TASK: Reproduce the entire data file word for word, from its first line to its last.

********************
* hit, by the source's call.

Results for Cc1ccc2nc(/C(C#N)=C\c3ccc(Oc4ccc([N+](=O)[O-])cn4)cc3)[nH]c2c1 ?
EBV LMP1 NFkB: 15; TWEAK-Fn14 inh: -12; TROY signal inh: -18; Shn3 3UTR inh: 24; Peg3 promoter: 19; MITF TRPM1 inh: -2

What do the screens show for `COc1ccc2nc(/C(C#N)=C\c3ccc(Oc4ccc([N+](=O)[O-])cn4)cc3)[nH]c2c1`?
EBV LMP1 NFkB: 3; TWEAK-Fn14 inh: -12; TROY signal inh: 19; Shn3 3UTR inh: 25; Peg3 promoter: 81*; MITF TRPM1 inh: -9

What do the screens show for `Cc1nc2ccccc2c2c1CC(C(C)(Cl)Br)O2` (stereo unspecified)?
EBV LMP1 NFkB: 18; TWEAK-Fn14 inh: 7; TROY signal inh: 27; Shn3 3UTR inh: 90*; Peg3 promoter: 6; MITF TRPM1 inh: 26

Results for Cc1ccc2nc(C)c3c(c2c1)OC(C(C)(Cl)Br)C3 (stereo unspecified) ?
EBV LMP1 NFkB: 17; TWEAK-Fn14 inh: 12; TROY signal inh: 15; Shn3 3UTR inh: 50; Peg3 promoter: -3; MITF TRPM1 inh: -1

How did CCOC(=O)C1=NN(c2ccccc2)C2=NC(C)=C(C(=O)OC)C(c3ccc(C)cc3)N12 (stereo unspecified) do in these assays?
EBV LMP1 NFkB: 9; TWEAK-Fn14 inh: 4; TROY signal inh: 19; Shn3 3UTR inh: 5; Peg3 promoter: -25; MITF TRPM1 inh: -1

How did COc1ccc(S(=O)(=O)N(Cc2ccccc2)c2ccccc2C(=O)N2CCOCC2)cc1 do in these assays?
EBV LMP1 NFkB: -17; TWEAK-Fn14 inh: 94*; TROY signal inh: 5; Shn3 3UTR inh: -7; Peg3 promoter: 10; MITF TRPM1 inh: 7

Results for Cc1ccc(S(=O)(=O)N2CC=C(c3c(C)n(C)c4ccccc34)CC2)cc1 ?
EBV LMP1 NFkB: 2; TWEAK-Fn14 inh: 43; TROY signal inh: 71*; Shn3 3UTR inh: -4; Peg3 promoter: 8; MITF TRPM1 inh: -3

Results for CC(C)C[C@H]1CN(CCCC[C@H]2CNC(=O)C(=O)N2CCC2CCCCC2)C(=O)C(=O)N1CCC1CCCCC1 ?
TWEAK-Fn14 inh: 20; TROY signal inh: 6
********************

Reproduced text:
* hit, by the source's call.

Results for Cc1ccc2nc(/C(C#N)=C\c3ccc(Oc4ccc([N+](=O)[O-])cn4)cc3)[nH]c2c1 ?
EBV LMP1 NFkB: 15; TWEAK-Fn14 inh: -12; TROY signal inh: -18; Shn3 3UTR inh: 24; Peg3 promoter: 19; MITF TRPM1 inh: -2

What do the screens show for `COc1ccc2nc(/C(C#N)=C\c3ccc(Oc4ccc([N+](=O)[O-])cn4)cc3)[nH]c2c1`?
EBV LMP1 NFkB: 3; TWEAK-Fn14 inh: -12; TROY signal inh: 19; Shn3 3UTR inh: 25; Peg3 promoter: 81*; MITF TRPM1 inh: -9

What do the screens show for `Cc1nc2ccccc2c2c1CC(C(C)(Cl)Br)O2` (stereo unspecified)?
EBV LMP1 NFkB: 18; TWEAK-Fn14 inh: 7; TROY signal inh: 27; Shn3 3UTR inh: 90*; Peg3 promoter: 6; MITF TRPM1 inh: 26

Results for Cc1ccc2nc(C)c3c(c2c1)OC(C(C)(Cl)Br)C3 (stereo unspecified) ?
EBV LMP1 NFkB: 17; TWEAK-Fn14 inh: 12; TROY signal inh: 15; Shn3 3UTR inh: 50; Peg3 promoter: -3; MITF TRPM1 inh: -1

How did CCOC(=O)C1=NN(c2ccccc2)C2=NC(C)=C(C(=O)OC)C(c3ccc(C)cc3)N12 (stereo unspecified) do in these assays?
EBV LMP1 NFkB: 9; TWEAK-Fn14 inh: 4; TROY signal inh: 19; Shn3 3UTR inh: 5; Peg3 promoter: -25; MITF TRPM1 inh: -1

How did COc1ccc(S(=O)(=O)N(Cc2ccccc2)c2ccccc2C(=O)N2CCOCC2)cc1 do in these assays?
EBV LMP1 NFkB: -17; TWEAK-Fn14 inh: 94*; TROY signal inh: 5; Shn3 3UTR inh: -7; Peg3 promoter: 10; MITF TRPM1 inh: 7

Results for Cc1ccc(S(=O)(=O)N2CC=C(c3c(C)n(C)c4ccccc34)CC2)cc1 ?
EBV LMP1 NFkB: 2; TWEAK-Fn14 inh: 43; TROY signal inh: 71*; Shn3 3UTR inh: -4; Peg3 promoter: 8; MITF TRPM1 inh: -3

Results for CC(C)C[C@H]1CN(CCCC[C@H]2CNC(=O)C(=O)N2CCC2CCCCC2)C(=O)C(=O)N1CCC1CCCCC1 ?
TWEAK-Fn14 inh: 20; TROY signal inh: 6